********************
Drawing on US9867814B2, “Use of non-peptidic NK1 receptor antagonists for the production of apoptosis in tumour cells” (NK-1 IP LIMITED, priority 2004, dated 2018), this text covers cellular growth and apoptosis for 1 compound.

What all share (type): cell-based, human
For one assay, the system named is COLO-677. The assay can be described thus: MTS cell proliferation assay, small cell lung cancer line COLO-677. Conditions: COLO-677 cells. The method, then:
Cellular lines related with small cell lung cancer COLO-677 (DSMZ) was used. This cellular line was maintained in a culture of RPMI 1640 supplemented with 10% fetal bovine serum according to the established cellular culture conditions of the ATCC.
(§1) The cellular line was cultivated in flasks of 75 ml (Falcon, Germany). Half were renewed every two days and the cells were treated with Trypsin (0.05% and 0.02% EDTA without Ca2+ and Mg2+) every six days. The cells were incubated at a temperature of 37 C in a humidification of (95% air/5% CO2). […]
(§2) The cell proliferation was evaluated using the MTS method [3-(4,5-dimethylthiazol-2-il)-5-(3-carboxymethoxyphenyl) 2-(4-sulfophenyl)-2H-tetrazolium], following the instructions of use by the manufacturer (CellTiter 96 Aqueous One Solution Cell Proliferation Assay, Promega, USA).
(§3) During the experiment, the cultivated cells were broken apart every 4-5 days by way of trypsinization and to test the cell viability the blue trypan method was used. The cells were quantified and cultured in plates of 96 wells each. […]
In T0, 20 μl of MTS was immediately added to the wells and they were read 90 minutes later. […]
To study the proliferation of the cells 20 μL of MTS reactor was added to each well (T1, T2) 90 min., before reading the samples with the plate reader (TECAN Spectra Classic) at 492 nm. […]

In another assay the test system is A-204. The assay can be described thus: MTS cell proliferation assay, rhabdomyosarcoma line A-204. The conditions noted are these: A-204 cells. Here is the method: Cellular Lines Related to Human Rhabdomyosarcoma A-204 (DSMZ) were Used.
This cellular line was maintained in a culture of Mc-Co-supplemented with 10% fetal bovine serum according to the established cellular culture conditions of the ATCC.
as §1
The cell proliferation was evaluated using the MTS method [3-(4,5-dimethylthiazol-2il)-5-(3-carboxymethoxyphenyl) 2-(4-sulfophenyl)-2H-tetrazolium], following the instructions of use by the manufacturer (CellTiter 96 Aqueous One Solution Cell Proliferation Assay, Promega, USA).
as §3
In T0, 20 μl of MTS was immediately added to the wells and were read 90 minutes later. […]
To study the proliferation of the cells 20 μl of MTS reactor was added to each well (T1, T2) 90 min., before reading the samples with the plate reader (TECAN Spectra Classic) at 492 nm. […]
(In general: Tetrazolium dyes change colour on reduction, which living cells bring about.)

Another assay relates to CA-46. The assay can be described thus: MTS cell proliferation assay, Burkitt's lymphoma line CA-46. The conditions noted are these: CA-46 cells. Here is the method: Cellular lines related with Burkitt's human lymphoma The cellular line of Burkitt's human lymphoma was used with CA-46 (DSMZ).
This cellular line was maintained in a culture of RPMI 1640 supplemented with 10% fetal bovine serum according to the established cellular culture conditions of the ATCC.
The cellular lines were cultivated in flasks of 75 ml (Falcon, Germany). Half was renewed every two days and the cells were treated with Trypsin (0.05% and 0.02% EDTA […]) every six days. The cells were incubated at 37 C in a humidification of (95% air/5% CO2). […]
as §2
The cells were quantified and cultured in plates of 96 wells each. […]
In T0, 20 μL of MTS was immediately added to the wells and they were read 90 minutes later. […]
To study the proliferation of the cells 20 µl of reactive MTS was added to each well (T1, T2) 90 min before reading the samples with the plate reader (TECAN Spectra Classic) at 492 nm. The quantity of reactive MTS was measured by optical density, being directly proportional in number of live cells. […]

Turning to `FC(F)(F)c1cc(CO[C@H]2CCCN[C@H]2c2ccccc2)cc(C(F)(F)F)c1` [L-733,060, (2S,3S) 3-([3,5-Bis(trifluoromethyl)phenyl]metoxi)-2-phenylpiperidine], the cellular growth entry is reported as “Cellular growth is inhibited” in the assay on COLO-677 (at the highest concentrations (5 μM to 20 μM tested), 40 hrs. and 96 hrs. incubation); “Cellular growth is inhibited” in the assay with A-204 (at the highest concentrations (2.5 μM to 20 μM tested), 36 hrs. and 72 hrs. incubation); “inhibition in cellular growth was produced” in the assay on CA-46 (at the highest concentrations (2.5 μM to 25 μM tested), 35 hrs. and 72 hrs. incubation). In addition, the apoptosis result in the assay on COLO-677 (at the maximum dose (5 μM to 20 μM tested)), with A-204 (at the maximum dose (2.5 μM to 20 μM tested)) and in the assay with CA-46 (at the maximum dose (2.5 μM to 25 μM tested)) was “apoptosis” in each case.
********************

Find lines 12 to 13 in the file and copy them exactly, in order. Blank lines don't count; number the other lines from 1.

as §1
The cell proliferation was evaluated using the MTS method [3-(4,5-dimethylthiazol-2il)-5-(3-carboxymethoxyphenyl) 2-(4-sulfophenyl)-2H-tetrazolium], following the instructions of use by the manufacturer (CellTiter 96 Aqueous One Solution Cell Proliferation Assay, Promega, USA).